The nuclear agreement announced Tuesday says Iran must resolve outstanding questions about its past nuclear weapons research before sanctions are dropped. However, a former IAEA official says of the agreement, “The fix is in.”
Tariq Rauf is a former head of the Verification and Security Policy Coordination Office at the International Atomic Energy Agency (IAEA). He now works for the Stockholm International Peace Research Institute (SIPRI) as an expert on nuclear disarmament and non-proliferation. Rauf says the IAEA has been looking for a way to sidestep a thorny issue about Iran’s past military research into nuclear weapons. Earlier this month he told Bloomberg News, “[IAEA Director Yukiya] Amano is under pressure on finding a way out on the possible military dimension investigation.”
The longstanding questions about possible military dimensions (PMD) of Iran’s past nuclear research program are supposed to be resolved prior to the dropping of sanctions on Iran. The final nuclear deal announced Tuesday lays out a path to do this. However the promise to resolve these issues is at odds with longstanding Iranian insistence that it has never done any such research. Indeed, President Rouhani claimed again Tuesday, “Iran has never been after atomic bombs.”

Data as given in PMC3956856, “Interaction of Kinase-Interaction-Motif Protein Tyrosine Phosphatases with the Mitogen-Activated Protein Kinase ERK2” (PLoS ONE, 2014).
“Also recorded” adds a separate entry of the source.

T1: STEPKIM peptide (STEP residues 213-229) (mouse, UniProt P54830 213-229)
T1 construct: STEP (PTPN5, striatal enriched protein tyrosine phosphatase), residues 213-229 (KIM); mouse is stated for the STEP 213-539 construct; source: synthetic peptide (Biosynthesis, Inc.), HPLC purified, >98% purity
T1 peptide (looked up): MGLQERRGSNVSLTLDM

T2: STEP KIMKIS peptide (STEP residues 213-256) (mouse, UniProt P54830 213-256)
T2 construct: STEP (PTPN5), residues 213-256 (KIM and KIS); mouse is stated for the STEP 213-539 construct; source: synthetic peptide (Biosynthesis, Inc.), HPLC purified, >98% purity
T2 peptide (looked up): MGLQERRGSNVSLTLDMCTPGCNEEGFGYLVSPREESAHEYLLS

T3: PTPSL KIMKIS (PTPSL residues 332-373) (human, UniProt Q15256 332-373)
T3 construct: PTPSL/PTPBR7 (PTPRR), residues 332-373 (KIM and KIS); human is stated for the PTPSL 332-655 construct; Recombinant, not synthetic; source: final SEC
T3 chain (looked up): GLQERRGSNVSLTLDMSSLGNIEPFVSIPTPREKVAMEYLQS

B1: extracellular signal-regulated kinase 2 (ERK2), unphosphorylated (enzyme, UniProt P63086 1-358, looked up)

So how can the issue be resolved if Iran continues to deny any such research ever took place? “The fix is already in. The Americans have said they don’t want a confession,” Rauf told the Guardian Tuesday. He added, “Amano has said he will give an assessment report, not a conclusion, which is not what the IAEA normally does. His likely assessment by December is that there are unanswered questions, but the agency has what it needs, and it will be rubber-stamped by the board.”
The point about America not demanding a confession is a reference to a statement Secretary of State John Kerry made last month, “We’re not fixated on Iran specifically accounting for what they did at one point in time or another. We know what they did.” This statement was seen at the time as a potentially major concession on the PMD issue.
The IAEA will be given access to one contested site (Parchin) where Iran is believed to have carried out high explosives work connected to bomb making and will then issue it’s assessment report in mid-December. Of course the IAEA could surprise everyone by issuing a report that says the PMD issue remains unresolved in some way that blocks the removal of sanctions, but given the political investment already made in this agreement, that outcome seems unlikely.